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We All Pay for Low Wages


We All Pay for Low Wages

Sarita Gupta

A few weeks ago, people working at McDonald’s filed several complaints that detailed the dangerous accidents and severe burns they’ve suffered while on the job, citing company management’s policies to work quickly without protective gear or training. Of course, the injuries that the complainants describe were preventable, but it would require McDonald’s and its franchisees to treat employees as human beings worth protecting.


While I agree with everything Sarita says in her article here, I can’t see either the Republicans or the Democrats ever forwarding legislation that would raise the minimum wage to anything resembling a living wage. Unless Americans can unseat the duopoly, we will continue to slide towards a return to slavery.
It reminds me of the reconstruction era immediately after the Civil War in which the same ‘freed’ slaves returned to the plantations and worked for wages. However now their wages were subtracted for room and board, but at least the plantation owners argued… “now you’re free!” Though corporate America has outsourced anything they could to slave labour abroad, it is next to impossible to outsource direct service industries such as fast food workers and retail clerks. It is an essential area of our workforce to ensure that these employees make good wages thus driving up wages in all other sectors. Now with teachers (Charter Schools), machinists and retail sector and assembly line workers all earning minimum or near minimum wages, a boost to the fast food sector would improve their lot s well.
Having said that, corporate America’s contempt for the 99% pretty much guarantees that slave wages are here to stay.


Did you read the synopsis provided by Richard Heinberg published yesterday on C.D.? If not, you really should. It outlines that the problems of fiscal implosion, climate collapse, and spreading wars are hardly going to be resolved through U.S or other elections. Perhaps the difference between an absolute crash/crash landing and a softer fall can be mitigated by who is in office… but Mr. Heinberg makes a compelling case for Localism returning and without centralized power, the old government system turns into a ghostly relic of a former era.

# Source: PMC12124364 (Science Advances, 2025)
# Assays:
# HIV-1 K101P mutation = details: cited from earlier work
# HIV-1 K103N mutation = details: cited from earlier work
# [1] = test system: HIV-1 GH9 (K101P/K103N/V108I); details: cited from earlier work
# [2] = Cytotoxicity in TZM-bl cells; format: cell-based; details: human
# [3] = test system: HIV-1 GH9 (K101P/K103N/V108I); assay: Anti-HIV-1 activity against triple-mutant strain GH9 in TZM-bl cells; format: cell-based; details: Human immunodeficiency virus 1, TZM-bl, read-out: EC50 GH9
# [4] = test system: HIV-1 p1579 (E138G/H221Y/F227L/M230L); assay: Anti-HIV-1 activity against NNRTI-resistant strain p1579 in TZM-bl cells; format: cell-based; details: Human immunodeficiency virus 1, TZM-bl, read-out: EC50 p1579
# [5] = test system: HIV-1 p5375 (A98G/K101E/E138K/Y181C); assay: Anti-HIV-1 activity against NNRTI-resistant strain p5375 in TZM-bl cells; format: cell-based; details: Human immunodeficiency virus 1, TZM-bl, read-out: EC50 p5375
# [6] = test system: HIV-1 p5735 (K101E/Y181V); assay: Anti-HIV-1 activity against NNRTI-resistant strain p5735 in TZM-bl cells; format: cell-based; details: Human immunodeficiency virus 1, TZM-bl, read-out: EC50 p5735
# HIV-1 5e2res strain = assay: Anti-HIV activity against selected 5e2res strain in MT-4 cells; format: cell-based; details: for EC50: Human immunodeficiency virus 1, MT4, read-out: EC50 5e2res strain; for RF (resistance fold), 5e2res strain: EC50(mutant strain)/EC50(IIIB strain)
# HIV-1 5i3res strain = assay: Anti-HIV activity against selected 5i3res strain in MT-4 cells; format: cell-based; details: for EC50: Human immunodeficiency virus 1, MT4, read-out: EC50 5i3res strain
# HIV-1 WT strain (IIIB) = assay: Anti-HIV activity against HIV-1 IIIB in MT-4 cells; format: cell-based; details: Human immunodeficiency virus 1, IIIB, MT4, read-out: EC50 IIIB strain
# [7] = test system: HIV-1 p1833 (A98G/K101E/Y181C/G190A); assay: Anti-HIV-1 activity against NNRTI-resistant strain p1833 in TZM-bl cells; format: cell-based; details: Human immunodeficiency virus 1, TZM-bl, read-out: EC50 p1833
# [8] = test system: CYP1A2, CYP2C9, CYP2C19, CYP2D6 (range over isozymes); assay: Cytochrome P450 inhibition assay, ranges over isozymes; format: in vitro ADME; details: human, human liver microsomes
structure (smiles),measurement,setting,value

The costs entailed by everyone so CEOs can pay paltry wages are what we all see. Now what does he/she do with all that cash they are hoarding? They spend it on low wage carpenters to work on their mansion that are built in places like Jackson Hole and Santa Fe where they drive local people out, use city services at huge rates, and get all their local help at cut rate prices. Even when they do spend the money they’ve theived from their companies, they will continue to do it at any chance they get. When they do give, it’s a stroke for their own egos, they write it off, and sleep well at night.


Actually, we end up paying far more for the poverty crisis we created, not only due to the direct costs of ignoring poverty in terms of medical bills, jail/prisons costs, foster care placements, etc., etc., but in terms of the overall impact of years of neglected US poverty. Think: The US shipped out a massive number of jobs since the 1980s, ended actual welfare in the 1990s. Not everyone can work (health, etc.) and there aren’t jobs for all who desperately need one. (What do you think happens to them?) We got VERY tough on the poor. Now, when Reagan was first elected, launching the long campaign against our poor, the overall quality of life in the US was rated at #1 among all nations. By the time Obama was elected, this had already plunged to #43, and we can no longer adequately compete in the modern world market. Yet, we remain determined to “stay the course.”


How much money do people need to adequately meet their basic needs? We’re the generation that said those families who were getting by on $4k to $4500 (annual) welfare aid were living unreasonably well – so well that they had no incentive to get jobs.

That said, there is no 99%, and I point this out because the popular “99% vs. the 1%” theme only keeps us from understanding our current situation. In a nutshell, the rich are now doing to the middle class what the middle class already did to the poor. Because the proverbial masses – the poor and middle class, workers and the jobless – are deeply divided, pitted against each other, the solutions found in previous similar eras won’t work today.